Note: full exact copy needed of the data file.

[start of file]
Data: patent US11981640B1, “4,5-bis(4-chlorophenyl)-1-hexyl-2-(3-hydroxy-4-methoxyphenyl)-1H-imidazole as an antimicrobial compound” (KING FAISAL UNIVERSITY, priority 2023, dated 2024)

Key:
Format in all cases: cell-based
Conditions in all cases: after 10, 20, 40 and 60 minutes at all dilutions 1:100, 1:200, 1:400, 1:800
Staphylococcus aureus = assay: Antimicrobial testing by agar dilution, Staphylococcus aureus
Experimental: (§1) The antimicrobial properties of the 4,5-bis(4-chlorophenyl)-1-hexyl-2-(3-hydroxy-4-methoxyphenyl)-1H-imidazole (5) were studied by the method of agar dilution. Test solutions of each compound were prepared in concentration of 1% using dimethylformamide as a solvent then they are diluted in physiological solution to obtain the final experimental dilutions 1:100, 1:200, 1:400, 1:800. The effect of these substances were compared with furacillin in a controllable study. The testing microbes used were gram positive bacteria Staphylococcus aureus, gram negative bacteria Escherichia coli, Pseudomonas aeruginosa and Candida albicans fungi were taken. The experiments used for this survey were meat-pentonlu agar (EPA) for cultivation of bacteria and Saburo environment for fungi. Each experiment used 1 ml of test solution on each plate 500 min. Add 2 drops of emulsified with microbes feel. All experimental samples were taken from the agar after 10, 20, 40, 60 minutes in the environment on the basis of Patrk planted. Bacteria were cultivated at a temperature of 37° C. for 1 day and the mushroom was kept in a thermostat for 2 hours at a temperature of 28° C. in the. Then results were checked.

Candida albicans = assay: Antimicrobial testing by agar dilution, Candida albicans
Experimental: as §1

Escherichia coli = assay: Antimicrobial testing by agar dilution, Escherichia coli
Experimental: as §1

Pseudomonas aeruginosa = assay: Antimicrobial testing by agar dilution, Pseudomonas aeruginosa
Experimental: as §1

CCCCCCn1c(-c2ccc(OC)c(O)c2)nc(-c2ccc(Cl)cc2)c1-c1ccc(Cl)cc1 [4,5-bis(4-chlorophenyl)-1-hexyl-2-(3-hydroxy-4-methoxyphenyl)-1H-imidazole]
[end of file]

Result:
Data: patent US11981640B1, “4,5-bis(4-chlorophenyl)-1-hexyl-2-(3-hydroxy-4-methoxyphenyl)-1H-imidazole as an antimicrobial compound” (KING FAISAL UNIVERSITY, priority 2023, dated 2024)

Key:
Format in all cases: cell-based
Conditions in all cases: after 10, 20, 40 and 60 minutes at all dilutions 1:100, 1:200, 1:400, 1:800
Staphylococcus aureus = assay: Antimicrobial testing by agar dilution, Staphylococcus aureus
Experimental: (§1) The antimicrobial properties of the 4,5-bis(4-chlorophenyl)-1-hexyl-2-(3-hydroxy-4-methoxyphenyl)-1H-imidazole (5) were studied by the method of agar dilution. Test solutions of each compound were prepared in concentration of 1% using dimethylformamide as a solvent then they are diluted in physiological solution to obtain the final experimental dilutions 1:100, 1:200, 1:400, 1:800. The effect of these substances were compared with furacillin in a controllable study. The testing microbes used were gram positive bacteria Staphylococcus aureus, gram negative bacteria Escherichia coli, Pseudomonas aeruginosa and Candida albicans fungi were taken. The experiments used for this survey were meat-pentonlu agar (EPA) for cultivation of bacteria and Saburo environment for fungi. Each experiment used 1 ml of test solution on each plate 500 min. Add 2 drops of emulsified with microbes feel. All experimental samples were taken from the agar after 10, 20, 40, 60 minutes in the environment on the basis of Patrk planted. Bacteria were cultivated at a temperature of 37° C. for 1 day and the mushroom was kept in a thermostat for 2 hours at a temperature of 28° C. in the. Then results were checked.

Candida albicans = assay: Antimicrobial testing by agar dilution, Candida albicans
Experimental: as §1

Escherichia coli = assay: Antimicrobial testing by agar dilution, Escherichia coli
Experimental: as §1

Pseudomonas aeruginosa = assay: Antimicrobial testing by agar dilution, Pseudomonas aeruginosa
Experimental: as §1

CCCCCCn1c(-c2ccc(OC)c(O)c2)nc(-c2ccc(Cl)cc2)c1-c1ccc(Cl)cc1 [4,5-bis(4-chlorophenyl)-1-hexyl-2-(3-hydroxy-4-methoxyphenyl)-1H-imidazole]